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How do you get a driver's license back from child support courts?

If you were to receive a notice that the court was suspending your license due to an arrearage on your child support payments, then your first reaction might be panic. However, the situation might not be as dire as it seems at first. Minnesota law could provide a way to delay or prevent the suspension of your license and the placement of a lien on the equity you hold in your vehicle. 

The first thing you should note is that this is not a primary penalty for child support non-payment in the state. The court would only take action towards your driving privileges if you owed more than three times the amount of your monthly support payment. The best solution to this problem, if at all possible, would probably for you to prevent the amount you owe from rising above this threshold.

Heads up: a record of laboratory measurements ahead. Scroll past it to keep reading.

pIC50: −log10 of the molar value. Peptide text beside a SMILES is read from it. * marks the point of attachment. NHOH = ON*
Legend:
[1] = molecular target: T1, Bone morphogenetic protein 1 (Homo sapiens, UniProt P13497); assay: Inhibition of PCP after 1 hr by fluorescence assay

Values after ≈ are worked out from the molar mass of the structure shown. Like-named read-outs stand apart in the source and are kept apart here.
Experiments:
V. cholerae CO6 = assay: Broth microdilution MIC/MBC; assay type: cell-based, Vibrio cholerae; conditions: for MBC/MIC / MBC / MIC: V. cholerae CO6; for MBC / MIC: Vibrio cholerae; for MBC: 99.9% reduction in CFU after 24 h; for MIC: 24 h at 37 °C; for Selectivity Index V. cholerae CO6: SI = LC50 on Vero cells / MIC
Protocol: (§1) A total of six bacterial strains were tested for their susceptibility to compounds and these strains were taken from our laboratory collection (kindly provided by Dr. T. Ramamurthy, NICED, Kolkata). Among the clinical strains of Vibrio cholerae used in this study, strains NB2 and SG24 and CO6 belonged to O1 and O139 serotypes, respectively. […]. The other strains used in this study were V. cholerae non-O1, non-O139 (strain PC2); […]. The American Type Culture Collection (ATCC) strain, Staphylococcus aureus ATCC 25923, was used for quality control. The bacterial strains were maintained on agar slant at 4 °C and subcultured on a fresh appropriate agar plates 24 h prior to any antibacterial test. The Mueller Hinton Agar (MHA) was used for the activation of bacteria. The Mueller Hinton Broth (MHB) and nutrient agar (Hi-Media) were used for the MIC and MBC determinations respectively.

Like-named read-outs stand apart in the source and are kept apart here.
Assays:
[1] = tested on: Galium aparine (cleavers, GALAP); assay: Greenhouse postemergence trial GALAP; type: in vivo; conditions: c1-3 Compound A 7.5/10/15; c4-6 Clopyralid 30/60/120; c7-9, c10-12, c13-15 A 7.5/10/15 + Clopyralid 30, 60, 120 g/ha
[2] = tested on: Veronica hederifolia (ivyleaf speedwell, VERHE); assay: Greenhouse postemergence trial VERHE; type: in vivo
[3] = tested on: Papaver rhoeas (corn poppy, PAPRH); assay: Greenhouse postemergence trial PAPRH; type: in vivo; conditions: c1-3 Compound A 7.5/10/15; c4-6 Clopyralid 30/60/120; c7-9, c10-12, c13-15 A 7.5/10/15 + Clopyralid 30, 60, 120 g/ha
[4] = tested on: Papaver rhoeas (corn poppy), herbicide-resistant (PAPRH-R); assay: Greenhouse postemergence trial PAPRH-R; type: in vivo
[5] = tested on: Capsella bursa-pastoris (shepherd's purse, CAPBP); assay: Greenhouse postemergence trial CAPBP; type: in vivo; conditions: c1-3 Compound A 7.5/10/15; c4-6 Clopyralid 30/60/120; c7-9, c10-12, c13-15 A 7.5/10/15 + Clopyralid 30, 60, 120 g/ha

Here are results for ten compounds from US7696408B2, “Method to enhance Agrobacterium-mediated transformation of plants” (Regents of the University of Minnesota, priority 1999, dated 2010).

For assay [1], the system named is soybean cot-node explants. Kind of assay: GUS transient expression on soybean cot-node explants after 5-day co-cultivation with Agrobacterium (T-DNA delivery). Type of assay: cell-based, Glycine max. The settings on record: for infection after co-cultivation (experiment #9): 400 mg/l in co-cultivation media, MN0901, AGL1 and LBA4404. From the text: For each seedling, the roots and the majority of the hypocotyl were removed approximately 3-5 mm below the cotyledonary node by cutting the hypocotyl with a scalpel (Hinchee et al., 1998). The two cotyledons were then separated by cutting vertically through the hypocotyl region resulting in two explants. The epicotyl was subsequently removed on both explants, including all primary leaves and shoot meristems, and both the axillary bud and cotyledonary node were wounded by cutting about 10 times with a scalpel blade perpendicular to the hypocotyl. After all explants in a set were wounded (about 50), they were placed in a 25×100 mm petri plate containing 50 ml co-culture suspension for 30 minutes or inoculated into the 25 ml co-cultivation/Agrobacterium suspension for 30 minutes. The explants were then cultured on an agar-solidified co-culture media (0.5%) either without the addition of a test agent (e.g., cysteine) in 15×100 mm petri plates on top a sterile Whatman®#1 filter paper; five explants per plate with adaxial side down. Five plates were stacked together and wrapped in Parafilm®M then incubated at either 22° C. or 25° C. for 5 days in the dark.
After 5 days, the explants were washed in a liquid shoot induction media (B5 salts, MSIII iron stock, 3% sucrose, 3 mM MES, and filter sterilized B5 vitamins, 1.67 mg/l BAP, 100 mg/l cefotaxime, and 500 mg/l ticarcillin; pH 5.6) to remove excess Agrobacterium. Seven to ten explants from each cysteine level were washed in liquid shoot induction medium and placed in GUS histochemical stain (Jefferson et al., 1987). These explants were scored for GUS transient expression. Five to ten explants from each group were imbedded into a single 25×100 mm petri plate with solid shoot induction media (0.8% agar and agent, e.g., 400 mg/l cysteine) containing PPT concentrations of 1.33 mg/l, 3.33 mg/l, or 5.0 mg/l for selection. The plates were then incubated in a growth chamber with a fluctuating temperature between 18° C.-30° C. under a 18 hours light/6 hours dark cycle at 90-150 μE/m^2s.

If you could not manage to keep your account paid off enough to prevent court action, then you could potentially react and save your license. As outlined on the Department of Human Services website, you would have 30 days to contest a suspension of your driver's license brought on by an arrearage in your account. If you did not act within 30 days, you could attempt one of the following within 90 days of the date on your suspension notice:

  • Pay the total child support amount you owe, if possible
  • Notify the court of an acceptable extenuating circumstance
  • Sign a payment plan contract and follow through on the terms

If, in the end, the court suspended your license, you could have a chance to obtain a limited-duration replacement. However, your eligibility would depend on your own situation as well as the actions of other parties in your dispute. Please do not think of this article as legal advice. It is intended to inform only. 

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